The M1891 Mosin Nagant rifle (7.62x54mmR) was the primary weapon of both sides. Image: NARA

In early 1919, as the stocks of Austrian ammunition ran out, the UHA abandoned their Austrian weapons and rearmed with readily available Russian small arms. For most Ukrainian units, the basic rifle became the Mosin-Nagant M1891 (7.62x54mmR). To the north, the M1891 had been the primary rifle of the Czar’s army, and it remained so with the Bolsheviks in charge.

Red Army troops with the Russian PM M1910 Maxim machine gun
Red Army troops with the Russian PM M1910 Maxim machine gun. The light armored shield added weight, but also provided protection for the gunner. Image: Library of Congress

To the west, the Poles preferred Mauser and Mannlicher rifles, but many Polish troops carried the Russian Mosin-Nagant as well. Availability quickly became the best capability among the combatants in Eastern Europe, and the Ukrainians suffered a shortage of small arms throughout the fighting. The number of available rifles, rather than the number of men, determined the size of their army.

Browning M1895 in use by soldiers during the Russian civil war
The Colt-Browning M1895 machine gun was an important part of the Russian arsenal. Chambered in 7.62x54mmR, it was used by both sides. Image: Library of Congress

Machine guns were always in short supply, and over the course of the conflict, the Russian Maxim PM1910 gun (7.62x54mmR) became the most common of the heavy MGs. The Maxim was steady and reliable with a cyclic rate of 600 rpm. Fed by 250-round belts, the Maxim was normally found on the wheeled Sokolov mount with the gunner protected by a light armored shield — the gun and mount weighing in at a hefty 138 lbs. The American Colt-Browning M1895 gun was also used in some numbers; the 7.62 variant of the “potato digger” had been used by Russian forces throughout World War I. German MG08s (7.92x57mm) and Austrian Schwarzlose M.7s (multiple calibers) were also in Ukrainian service as ammunition supplies allowed.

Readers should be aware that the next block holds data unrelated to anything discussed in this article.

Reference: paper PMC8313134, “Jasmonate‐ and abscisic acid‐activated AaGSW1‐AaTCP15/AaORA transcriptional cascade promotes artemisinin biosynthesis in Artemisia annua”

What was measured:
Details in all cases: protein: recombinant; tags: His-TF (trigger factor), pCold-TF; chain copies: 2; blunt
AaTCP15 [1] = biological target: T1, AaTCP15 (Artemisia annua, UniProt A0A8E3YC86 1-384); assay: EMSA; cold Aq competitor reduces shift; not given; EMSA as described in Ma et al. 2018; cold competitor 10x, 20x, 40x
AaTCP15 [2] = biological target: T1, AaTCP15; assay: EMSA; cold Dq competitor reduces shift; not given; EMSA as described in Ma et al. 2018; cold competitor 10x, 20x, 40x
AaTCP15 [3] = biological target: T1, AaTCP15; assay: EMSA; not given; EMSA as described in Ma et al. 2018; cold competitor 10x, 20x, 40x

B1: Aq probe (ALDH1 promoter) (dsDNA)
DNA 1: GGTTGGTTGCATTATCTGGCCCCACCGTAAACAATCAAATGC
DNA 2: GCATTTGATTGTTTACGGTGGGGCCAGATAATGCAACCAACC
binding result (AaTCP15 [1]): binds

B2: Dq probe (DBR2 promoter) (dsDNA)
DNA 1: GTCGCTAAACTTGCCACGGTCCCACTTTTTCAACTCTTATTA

Maxim machine gun mounted on a cart, called a Tachanka
The Maxim machine gun was given a measure of mobility when mounted on a cart called “Tachanka”, an adaptation of the Ukrainian term “little wheelbarrow”. Image: NARA

Meanwhile, the fledgling Ukrainian nation began to acquire munitions as best they could, many coming from Czechoslovakia in exchange for crude oil from the Boryslav oil fields. Supplies began to trickle in during early 1919, as trucks, artillery, and a few military aircraft arrived. A few armored trains were built, and these rolling artillery platforms were an important element in the Russian Civil War. Training and coordination were still scant though, particularly for engineers, communications troops, and mechanics.

Soldiers on bicycles chasing Bolsheviks in March 1918
The original German caption describes these troops as “in pursuit of a Bolshevik robber band”. The officer in the foreground carries a Mauser C96 “broomhandle” pistol. Image: NARA

I try to put myself in the shoes of a Ukrainian or Bolshevik or Polish infantryman during the fighting in that era. While I am a good shot, I am a horrible gunsmith. A rifle that does not shoot is little more than a club, and none of the combatant forces in Ukraine had the time or logistical organization to train men in weapons repair. Consequently, it was a lucky brigade to have a strong cadre of armorers — troops with a higher state of combat readiness performed better in the field and tended to maintain their morale and effectiveness.

Germans with captured Russian MGs 1917
German troops review captured Russian PM M1910 Maxim machine guns (7.62x54mmR). The gun in the foreground is seen on the wheeled Sokolov mount. Image: NARA

Morale was a major factor for most of the combatant forces. For the UHA, when it was advancing, their ranks remained full. After a few setbacks, or when the pay and the supplies were running short, the “summertime soldiers” faded away from camp. Across the lines, the Bolshevik commissars were harsh, often cruel, in their discipline. The rank and file of the Red Army was often more afraid of their own officers than they were of their enemies.